Health & Fitness

Massive prescription and over-the-counter eye ointment recall over sterility concerns

How FDA drug recalls work

The U.S. Food and Drug Administration regulates the safety of drugs, but sometimes a problem arises that triggers a recall. Here's how the recall process works and what you should do if a medicine you use is recalled.
Up Next
The U.S. Food and Drug Administration regulates the safety of drugs, but sometimes a problem arises that triggers a recall. Here's how the recall process works and what you should do if a medicine you use is recalled.

Possible sterility issues caused a massive recall of eye ointments, including 91 lots of over-the-counter ointments sold at Walmart, Walgreens and elsewhere.

Another 59 lots of prescription eye ointments made by Altaire Pharmaceuticals for Perrigo Company were included in Wednesday’s announcements. In the company-written, FDA-posted notice of the Perrigo recalls, Altaire said the recalls were, “due to management concerns regarding the sufficiency of Quality Assurance controls over critical systems in the manufacturing facility.”

While the notice said none of the products have tested outside the sterility guidelines, the risk is “administration of a non-sterile product intended to be sterile may result in serious and potentially life-threatening infections or death.”

Of the over-the-counter eye ointments in this recall, 74 lots were sold as Walmart’s store brand, Equate:

Restore Tears Lubricant Eye Drops, Twin Pack; Eye Allergy Relief Drops; Sterile Lubricant Stye Ointment; Comfort Gel Lubricant Eye Gel, Twin Pack; Restore PM Nighttime Lubricant Eye Ointment; Night & Day Restore Tears Lubricant Eye Pack; Equate Support Advanced, Twin Pack; Supprot advanced Lubricating Eye Drops Dose Preservative Free; Support Advanced Lubricant Gel Drops Multi-Dose Preservactive Free; Support Moisture Lubricant Eye Drops; and Support Harmony Lubricant Eye Drops.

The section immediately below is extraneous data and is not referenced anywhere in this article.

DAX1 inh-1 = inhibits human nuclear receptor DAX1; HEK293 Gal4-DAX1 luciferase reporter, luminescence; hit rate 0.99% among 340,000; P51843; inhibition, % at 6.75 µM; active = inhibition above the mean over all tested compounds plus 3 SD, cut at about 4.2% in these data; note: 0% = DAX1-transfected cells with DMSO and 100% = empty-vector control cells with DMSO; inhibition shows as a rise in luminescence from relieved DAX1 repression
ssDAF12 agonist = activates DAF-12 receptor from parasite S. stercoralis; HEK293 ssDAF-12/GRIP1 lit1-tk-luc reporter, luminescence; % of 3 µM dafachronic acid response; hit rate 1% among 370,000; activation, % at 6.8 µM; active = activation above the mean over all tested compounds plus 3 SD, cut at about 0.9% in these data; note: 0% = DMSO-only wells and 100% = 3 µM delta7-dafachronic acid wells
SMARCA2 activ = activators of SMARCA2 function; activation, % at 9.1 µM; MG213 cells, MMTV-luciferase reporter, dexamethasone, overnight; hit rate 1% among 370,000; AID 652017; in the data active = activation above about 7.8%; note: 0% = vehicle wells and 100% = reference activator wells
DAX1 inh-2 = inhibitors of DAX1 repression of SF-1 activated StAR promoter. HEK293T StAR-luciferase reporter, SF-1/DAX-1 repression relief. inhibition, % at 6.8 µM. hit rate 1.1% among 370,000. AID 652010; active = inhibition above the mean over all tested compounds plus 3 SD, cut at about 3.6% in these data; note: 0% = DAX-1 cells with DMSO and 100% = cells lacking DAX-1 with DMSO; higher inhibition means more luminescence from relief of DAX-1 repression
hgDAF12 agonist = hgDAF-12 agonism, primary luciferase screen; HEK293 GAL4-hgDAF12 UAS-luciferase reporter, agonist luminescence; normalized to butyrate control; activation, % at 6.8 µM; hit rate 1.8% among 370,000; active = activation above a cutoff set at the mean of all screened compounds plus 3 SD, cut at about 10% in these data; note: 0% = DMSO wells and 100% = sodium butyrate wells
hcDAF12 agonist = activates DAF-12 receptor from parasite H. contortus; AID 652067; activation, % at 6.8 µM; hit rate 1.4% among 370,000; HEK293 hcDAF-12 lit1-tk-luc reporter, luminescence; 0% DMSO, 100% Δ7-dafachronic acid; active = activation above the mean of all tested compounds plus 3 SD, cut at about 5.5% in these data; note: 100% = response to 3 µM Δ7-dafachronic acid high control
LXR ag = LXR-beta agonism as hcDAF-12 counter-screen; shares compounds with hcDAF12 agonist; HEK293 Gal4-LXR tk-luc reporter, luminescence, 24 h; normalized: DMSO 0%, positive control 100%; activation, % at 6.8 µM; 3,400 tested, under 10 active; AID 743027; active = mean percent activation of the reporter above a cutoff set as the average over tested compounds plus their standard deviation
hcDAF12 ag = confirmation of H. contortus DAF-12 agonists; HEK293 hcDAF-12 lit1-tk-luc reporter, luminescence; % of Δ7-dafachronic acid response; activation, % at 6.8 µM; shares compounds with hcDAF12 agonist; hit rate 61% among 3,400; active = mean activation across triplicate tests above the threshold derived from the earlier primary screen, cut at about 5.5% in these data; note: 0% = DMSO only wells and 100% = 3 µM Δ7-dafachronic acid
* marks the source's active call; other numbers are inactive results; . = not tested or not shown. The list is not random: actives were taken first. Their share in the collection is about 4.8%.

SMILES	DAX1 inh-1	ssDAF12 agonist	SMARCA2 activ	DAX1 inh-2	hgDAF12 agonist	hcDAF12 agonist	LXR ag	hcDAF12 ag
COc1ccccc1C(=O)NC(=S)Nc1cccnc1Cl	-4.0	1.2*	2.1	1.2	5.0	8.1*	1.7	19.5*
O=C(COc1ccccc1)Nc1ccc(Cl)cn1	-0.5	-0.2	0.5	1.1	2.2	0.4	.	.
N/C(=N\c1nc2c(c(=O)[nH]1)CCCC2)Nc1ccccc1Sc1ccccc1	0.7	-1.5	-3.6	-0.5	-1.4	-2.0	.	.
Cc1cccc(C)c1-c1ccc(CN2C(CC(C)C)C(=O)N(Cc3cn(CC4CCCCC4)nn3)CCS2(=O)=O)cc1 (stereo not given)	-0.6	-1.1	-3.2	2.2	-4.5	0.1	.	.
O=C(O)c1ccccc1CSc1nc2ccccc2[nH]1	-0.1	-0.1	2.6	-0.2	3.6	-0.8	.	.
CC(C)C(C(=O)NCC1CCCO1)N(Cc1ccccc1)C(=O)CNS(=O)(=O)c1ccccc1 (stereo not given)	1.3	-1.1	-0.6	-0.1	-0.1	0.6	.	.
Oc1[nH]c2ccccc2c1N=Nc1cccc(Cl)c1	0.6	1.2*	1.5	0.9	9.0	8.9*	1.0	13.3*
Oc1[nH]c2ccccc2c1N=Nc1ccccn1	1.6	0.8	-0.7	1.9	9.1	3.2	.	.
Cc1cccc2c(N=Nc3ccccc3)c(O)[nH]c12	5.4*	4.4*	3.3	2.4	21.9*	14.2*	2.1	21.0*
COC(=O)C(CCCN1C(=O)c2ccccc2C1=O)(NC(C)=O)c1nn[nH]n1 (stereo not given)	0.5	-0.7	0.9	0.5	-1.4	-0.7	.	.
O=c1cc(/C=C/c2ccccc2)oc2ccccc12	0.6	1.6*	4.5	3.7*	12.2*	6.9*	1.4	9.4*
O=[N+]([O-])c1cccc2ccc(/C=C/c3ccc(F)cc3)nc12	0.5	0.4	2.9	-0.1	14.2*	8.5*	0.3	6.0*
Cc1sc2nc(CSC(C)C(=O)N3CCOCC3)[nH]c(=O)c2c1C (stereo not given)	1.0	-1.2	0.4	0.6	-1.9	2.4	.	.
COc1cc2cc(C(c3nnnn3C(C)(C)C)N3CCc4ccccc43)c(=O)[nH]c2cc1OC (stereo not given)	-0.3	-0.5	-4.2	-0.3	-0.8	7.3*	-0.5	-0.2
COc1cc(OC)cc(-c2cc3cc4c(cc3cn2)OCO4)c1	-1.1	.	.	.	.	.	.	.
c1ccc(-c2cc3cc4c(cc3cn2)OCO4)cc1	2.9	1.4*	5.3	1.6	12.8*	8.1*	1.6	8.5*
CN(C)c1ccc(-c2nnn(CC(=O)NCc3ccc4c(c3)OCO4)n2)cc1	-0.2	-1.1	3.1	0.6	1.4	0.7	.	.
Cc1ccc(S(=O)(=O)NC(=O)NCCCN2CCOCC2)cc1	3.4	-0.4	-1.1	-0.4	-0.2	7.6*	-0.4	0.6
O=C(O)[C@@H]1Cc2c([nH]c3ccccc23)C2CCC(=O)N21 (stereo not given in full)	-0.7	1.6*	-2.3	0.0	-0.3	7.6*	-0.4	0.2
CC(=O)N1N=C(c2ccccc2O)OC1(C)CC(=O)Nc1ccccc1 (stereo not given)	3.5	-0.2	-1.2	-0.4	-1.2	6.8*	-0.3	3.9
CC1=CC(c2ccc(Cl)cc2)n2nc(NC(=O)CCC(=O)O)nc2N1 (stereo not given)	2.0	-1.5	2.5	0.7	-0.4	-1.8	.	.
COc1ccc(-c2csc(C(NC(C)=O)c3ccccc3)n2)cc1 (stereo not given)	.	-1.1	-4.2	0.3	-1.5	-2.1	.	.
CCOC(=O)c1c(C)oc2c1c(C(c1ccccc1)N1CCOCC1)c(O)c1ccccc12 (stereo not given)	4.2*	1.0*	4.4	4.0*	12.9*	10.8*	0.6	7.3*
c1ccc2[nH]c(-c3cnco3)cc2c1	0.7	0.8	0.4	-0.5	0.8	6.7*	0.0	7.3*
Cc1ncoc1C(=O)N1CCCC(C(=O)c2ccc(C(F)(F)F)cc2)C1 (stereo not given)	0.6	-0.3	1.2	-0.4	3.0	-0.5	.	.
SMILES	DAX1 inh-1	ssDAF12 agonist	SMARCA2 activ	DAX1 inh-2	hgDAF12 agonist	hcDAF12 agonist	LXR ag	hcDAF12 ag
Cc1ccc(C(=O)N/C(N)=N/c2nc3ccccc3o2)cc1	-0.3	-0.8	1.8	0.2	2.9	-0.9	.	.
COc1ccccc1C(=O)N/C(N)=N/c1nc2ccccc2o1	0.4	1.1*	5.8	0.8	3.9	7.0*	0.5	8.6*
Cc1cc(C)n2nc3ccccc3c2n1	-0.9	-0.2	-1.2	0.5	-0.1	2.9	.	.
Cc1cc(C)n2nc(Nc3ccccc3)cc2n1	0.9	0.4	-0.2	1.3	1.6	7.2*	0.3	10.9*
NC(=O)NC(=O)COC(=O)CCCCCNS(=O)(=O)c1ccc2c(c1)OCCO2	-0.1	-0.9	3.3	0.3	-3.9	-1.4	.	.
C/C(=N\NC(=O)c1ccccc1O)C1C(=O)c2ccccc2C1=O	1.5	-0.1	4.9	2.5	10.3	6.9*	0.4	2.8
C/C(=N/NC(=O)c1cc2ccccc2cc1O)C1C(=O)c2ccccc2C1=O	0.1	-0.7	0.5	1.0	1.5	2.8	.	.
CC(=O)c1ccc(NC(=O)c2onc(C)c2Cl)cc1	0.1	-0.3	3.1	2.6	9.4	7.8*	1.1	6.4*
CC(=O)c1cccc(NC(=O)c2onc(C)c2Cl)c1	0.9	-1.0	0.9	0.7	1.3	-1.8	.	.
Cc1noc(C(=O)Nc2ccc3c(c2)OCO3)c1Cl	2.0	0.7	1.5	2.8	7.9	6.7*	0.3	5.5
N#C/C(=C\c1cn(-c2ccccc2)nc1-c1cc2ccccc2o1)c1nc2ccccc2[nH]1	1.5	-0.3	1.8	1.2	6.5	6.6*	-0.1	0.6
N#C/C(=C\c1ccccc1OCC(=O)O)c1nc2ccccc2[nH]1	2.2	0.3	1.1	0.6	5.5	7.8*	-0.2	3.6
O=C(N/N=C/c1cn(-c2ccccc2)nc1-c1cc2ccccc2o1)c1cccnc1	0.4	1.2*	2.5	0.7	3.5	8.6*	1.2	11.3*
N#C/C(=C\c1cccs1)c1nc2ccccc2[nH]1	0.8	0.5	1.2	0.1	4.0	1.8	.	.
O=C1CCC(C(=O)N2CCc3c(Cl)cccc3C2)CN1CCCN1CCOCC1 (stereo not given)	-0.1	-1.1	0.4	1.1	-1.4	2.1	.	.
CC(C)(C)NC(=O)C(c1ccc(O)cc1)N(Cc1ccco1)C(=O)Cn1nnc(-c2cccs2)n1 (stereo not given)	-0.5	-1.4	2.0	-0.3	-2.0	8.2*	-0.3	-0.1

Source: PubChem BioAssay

If you use any of the above Equate products, click here to see if your ointment was in a recalled lot.

Another six lots of eye ointments were sold as Walgreens store brand:

Lubricant Eye Drops Moisturizing, lot No. 19095; Lubricant Eye Drops Moisturizing Twin Pack, lot No. 19095; Sodium Chloride Ophthalmic Ointment, 5% Hypertonicity Eye Ointment, lot No. TCI; Sodium Chloride Ophthalmic Solution, 5% Hypertonicity Eye Drops, lot Nos. 19105 and 19050; and Lubricant Eye Ointment PF Soothing, lot No. TDB.

And 11 over-the-counter ointments made for Perrigo were sold as Puralube Ophthalmic Ointment. The lot Nos. for those were RJH, SCC, SGA, SGH, SHH, SLL and TAC in the 3.5gm tubes; and RKM, SGA, SIF and SKE in the 1gm tubes.

The 59 lots of prescription ointments are Neomycin and Polymixin B and Bacitracin Zinc Ophthalmic Ointment; NEO-POLY DEX (Neomycin and Polymixin B and Dexamethasone) Ophthalmic Ointment; NEO-POLYCIN HC (Neomycin and Polymixin B and Bacitracin Zinc and Hydrocortisone Acetate) Ophthalmic Ointment; POLYCIN (Polymixin B and Bacitracin Zinc) Ophthalmic Ointment; Bacitracin Ophthalmic Ointment; and Sulfacetamide Sodium Ophthalmic Ointment.

The recalled prescription drug lot list can be found here.

Anyone with questions on these recalls can contact Altaire at 800-258-2471 or otcdruggist@aol.com.

Since 1989, David J. Neal’s domain at the Miami Herald has expanded to include writing about Panthers (NHL and FIU), Dolphins, old school animation, food safety, fraud, naughty lawyers, bad doctors and all manner of breaking news. He drinks coladas whole. He does not work Indianapolis 500 Race Day.
  Comments